Supreme Court weighs how much public gets to know about teacher discipline
The Indiana Supreme Court is weighing how much a public school has to tell the public about why it chooses to discipline an employee.
A central Indiana school – Fishers High School – suspended one of its teachers, who was also the head football coach, for five days, without pay. An Indianapolis TV station, WTHR, made a public records request, trying to find out why the teacher had been suspended.
State law says employee personnel records are not public – except that the "factual basis for a disciplinary action" must be shared.
Attorney Adam Marshall, representing the TV station, said the school isn’t providing what the law says it should.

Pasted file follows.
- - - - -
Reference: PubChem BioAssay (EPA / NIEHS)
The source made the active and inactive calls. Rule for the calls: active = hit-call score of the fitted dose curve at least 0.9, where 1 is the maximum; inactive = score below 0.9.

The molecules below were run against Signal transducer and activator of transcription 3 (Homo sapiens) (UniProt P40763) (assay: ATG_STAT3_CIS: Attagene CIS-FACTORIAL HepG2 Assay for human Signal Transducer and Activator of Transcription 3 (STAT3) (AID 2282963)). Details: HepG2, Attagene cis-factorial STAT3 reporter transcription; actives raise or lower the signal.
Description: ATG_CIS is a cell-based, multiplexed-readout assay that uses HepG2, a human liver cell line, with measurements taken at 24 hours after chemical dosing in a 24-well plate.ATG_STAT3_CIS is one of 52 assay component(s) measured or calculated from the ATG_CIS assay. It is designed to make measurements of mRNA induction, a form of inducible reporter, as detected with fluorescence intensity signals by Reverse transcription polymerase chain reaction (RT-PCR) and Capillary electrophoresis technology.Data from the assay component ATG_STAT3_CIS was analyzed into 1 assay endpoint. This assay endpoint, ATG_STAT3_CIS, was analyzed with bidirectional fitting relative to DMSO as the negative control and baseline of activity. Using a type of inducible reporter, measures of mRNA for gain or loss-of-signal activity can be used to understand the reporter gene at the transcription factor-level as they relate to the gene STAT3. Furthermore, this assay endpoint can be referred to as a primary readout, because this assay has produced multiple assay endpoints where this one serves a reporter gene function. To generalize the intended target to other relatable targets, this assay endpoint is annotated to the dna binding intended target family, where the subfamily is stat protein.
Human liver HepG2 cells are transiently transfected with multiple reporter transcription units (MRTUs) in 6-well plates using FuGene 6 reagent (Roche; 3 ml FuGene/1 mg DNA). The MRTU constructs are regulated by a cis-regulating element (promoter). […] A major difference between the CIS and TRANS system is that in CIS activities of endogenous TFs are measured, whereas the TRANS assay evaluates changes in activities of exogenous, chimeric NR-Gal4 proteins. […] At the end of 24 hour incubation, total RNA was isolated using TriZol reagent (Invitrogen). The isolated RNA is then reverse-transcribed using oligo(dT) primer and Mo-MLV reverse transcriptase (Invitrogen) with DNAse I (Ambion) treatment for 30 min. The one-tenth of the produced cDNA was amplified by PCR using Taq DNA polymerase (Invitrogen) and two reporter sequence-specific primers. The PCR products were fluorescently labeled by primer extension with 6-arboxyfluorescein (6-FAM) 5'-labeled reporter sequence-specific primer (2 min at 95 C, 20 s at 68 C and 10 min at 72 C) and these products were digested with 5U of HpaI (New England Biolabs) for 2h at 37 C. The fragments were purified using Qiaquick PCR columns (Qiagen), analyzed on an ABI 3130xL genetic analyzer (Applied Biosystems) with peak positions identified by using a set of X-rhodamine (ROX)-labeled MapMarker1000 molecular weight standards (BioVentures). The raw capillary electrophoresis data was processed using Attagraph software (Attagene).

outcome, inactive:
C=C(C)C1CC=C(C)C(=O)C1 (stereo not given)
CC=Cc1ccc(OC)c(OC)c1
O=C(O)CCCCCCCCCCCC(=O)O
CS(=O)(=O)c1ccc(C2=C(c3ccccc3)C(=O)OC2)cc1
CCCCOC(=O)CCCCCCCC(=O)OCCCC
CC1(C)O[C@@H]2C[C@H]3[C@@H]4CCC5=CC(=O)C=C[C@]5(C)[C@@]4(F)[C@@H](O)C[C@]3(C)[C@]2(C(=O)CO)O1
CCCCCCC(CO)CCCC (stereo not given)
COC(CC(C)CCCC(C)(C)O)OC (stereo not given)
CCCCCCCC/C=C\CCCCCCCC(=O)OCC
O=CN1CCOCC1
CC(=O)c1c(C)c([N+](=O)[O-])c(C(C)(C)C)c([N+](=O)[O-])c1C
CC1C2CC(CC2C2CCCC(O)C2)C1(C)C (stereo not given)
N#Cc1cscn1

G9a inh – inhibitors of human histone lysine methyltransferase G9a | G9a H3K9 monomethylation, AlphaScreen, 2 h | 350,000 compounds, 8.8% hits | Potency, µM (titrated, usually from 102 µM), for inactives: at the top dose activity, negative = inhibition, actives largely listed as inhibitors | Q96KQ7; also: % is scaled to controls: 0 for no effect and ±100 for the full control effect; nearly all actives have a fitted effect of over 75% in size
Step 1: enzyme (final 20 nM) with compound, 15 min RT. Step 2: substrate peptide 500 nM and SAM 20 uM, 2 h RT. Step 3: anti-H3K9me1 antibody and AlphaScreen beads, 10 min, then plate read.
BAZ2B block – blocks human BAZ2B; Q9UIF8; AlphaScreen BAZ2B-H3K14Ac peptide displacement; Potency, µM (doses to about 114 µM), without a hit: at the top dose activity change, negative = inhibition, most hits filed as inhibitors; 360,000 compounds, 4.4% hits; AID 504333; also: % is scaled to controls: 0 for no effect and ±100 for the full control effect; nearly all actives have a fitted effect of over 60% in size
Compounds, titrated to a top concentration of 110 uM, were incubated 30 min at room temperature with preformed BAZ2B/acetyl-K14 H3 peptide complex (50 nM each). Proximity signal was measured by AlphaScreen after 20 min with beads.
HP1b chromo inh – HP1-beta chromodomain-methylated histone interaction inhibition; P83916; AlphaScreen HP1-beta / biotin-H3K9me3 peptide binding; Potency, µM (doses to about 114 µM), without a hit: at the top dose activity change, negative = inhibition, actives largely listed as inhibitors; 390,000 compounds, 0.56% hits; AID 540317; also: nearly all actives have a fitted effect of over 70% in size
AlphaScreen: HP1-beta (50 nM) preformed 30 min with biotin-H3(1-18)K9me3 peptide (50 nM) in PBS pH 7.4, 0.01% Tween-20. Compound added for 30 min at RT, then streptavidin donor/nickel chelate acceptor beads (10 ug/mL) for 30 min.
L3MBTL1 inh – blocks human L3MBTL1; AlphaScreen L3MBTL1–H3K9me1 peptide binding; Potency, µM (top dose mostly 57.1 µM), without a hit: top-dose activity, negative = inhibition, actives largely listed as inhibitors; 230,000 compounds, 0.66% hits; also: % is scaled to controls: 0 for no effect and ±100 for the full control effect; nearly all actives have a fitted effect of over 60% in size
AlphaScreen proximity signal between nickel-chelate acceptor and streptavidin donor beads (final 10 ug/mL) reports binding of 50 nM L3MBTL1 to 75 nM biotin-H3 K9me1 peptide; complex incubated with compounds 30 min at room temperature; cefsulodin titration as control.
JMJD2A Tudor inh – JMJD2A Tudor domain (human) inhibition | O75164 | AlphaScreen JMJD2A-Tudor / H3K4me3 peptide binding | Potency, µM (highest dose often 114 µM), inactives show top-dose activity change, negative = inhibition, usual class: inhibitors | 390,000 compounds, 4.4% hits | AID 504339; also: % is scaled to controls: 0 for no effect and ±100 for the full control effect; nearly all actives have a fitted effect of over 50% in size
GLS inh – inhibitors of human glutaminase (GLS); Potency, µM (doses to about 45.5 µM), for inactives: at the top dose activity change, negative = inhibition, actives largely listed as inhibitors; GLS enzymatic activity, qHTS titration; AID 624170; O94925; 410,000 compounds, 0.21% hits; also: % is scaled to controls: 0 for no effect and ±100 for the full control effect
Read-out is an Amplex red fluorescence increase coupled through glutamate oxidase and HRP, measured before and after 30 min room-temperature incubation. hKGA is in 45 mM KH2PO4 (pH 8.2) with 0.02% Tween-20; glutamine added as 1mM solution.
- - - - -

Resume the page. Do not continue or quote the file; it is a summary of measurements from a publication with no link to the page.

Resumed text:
“We don’t know the date that it occurred," Marshall said. "We don’t know anything that Mr. Wimmer did or didn’t do that resulted in discipline.”
All the school will say is that the teacher violated a very broad policy – "not implementing instructions for classroom management strategies."
Attorney Liberty Roberts, representing the school, went back and forth with the justices over how specific the school needs to be.
“Failure to manage a classroom – there are many things that you could do to manage your classroom effectively. I would agree with that, your honor," Roberts said. "But the fact is, that’s what he did.”
A police report suggested the teacher physically grabbed a student. But the school won’t say anything – unless the Supreme Court makes it.